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The statute of limitations is a deadline that lets you know by when you need to file a lawsuit. If you don’t file your lawsuit within this deadline, you may be unable to continue pursuing your case in court. In the article below, we discuss some of the common statutes of limitations in Texas, where to find the statute of limitations for your type of claim, and more.
Summary: Don’t wait to file a lawsuit. If you wait, you may not be able to win if it’s past the deadline for when you can sue called the Statute of Limitations.
What is the Statute of Limitations?
The Texas legislature sets the statute of limitations for civil claims that are filed in the state of Texas. Each type of case will have a different statute of limitations. For example, property damage claims have a different statute of limitations than breach of contract claims. Remember, if you don’t file your lawsuit within this deadline, the judge will likely dismiss your case because the statute of limitations has passed.
Further, there is no difference in the statute of limitations for a regular Texas lawsuit and a Texas small claims lawsuit. As stated above, the statute of limitations changes between types of claims, not based on whether the lawsuit is a small claims lawsuit or a regular civil lawsuit.
Things to keep in mind when calculating the statute of limitations:
Keep in mind that calculating the statute of limitations can be nuanced. There are other laws that affect the statute of limitations that may give you additional time to sue (for example, tolling statutes).
Generally, you will apply the Texas statute of limitations to a case you are filing in Texas court. However, there are laws that allow you to “borrow” or apply the statute of limitations from the state where the accident occurred, even though you are filing your claim in Texas.
Where Can You Look Up the Statue of Limitations in Texas?
In Texas, you can find most statute of limitations by looking up the Texas Civil Practice and Remedies Code Chapter 16 Subchapter A. There you can look up the different sections that list all the statutes of limitations (which can range anywhere from 1 to 5 years).
Common Texas Statutes of Limitations
Below we have included a list of some of the common statute of limitations periods affecting Texas small claims court lawsuits. This is not a complete list, and if you have any doubts about a specific statute of limitations period, consider discussing it with an attorney, as some lawsuits can be nuanced.
Breach of Contract
In Texas, there is no difference in the statute of limitations for oral and written contracts. The Texas statute of limitations for breach of contract for both oral and written contracts is → 4 years. (Texas Civil Practice and Remedies Code 16.004; Texas Business and Commerce Code 2.725).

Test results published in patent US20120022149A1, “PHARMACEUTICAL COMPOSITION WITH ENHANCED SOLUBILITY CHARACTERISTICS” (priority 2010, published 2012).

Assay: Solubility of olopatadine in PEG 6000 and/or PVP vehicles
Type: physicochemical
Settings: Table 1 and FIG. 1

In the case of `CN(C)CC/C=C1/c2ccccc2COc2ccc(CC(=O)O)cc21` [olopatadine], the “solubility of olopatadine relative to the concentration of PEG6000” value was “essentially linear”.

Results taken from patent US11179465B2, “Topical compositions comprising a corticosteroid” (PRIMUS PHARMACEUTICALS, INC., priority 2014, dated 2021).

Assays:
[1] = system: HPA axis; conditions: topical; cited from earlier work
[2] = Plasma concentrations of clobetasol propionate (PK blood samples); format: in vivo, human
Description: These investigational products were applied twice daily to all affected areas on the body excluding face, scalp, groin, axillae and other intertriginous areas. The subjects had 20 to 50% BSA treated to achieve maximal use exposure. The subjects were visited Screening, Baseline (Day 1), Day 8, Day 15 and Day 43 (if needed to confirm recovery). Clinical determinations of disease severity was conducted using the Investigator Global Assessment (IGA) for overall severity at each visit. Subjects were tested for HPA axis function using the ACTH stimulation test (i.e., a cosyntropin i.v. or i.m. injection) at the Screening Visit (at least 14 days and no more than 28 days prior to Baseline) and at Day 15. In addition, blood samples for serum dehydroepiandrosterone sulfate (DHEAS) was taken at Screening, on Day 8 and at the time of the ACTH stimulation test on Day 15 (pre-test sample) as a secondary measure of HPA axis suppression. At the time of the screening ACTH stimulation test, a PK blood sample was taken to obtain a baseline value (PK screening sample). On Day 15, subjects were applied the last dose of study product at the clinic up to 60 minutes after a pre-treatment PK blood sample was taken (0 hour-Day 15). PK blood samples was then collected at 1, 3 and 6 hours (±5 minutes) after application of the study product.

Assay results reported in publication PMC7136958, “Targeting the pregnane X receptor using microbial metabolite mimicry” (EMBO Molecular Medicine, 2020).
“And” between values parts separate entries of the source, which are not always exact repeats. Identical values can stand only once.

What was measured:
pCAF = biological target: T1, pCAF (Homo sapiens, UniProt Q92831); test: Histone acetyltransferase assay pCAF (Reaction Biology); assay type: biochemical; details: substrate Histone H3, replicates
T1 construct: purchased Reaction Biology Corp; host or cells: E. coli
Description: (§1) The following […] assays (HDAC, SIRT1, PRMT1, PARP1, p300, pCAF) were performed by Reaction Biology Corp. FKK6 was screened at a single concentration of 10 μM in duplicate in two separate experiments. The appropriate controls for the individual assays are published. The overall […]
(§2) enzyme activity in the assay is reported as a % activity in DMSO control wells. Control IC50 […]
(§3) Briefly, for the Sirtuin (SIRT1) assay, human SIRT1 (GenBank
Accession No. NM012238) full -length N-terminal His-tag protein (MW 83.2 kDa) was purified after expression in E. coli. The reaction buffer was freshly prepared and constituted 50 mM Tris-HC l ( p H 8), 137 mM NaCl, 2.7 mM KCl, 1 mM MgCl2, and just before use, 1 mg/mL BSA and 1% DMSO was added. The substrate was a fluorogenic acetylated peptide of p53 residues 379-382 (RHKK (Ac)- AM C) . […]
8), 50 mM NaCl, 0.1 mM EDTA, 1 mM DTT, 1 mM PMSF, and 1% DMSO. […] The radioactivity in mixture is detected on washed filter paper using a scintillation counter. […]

Note, you enter into contracts all the time. Just because you don’t sign a paper contract, doesn’t mean you haven’t entered into a contract.
Here are some examples of small claims lawsuits involving contracts:
You buy a lamp from an online seller, and the seller never ships the lamp. Your receipt is written proof that you entered into a contract with the online seller.
You lend your roommate money, and you both agree that you will be paid back in a month, but your roommate never pays you back.
Your landlord refuses to return your security deposit as per your written lease agreement.
Property Damage or Property Theft
The Texas statute of limitation for lawsuits involving property damage or theft (also referred to as “conversion”) is → 2 years after the date the damage occurred or from when the property was taken or detained. (Texas Civil Practice and Remedies Code 16.003(a)).
Here are some examples of small claims lawsuits involving property damage or theft:
Your roommate moves out of your apartment and takes items from your room (books, electronics, etc.) with them.
A tow truck company negligently towed your legally parked car.
You hired movers that negligently handled your belongings, and as a consequence, your belongings were damaged in the move.
You were driving in Dallas and got into a car accident with another motorist who was driving negligently. Your car is damaged, and the other driver doesn’t want to pay for the costs to repair your car.
The Texas statute of limitation for lawsuits involving personal injury is → 2 years. (Texas Civil Practice and Remedies Code sec. 16.003(a)).
Here are some examples of small claims lawsuits involving personal injury:
You were walking in a park, and someone’s dog bites your leg.
You were biking on the biking lane, and a car hits you, causing you to break your foot.
You were stopped at a stop sign, and a car hits the back of your car, causing you to injure your back.
Note, if you have a claim for personal injury, medical malpractice, or negligence by a medical provider, there are many nuances to the laws surrounding these claims. Most personal injury and medical malpractice attorneys provide free consultations and only get paid if you win. You may want to reach out to a medical malpractice or personal injury attorney before filing a small claims lawsuit for these types of cases.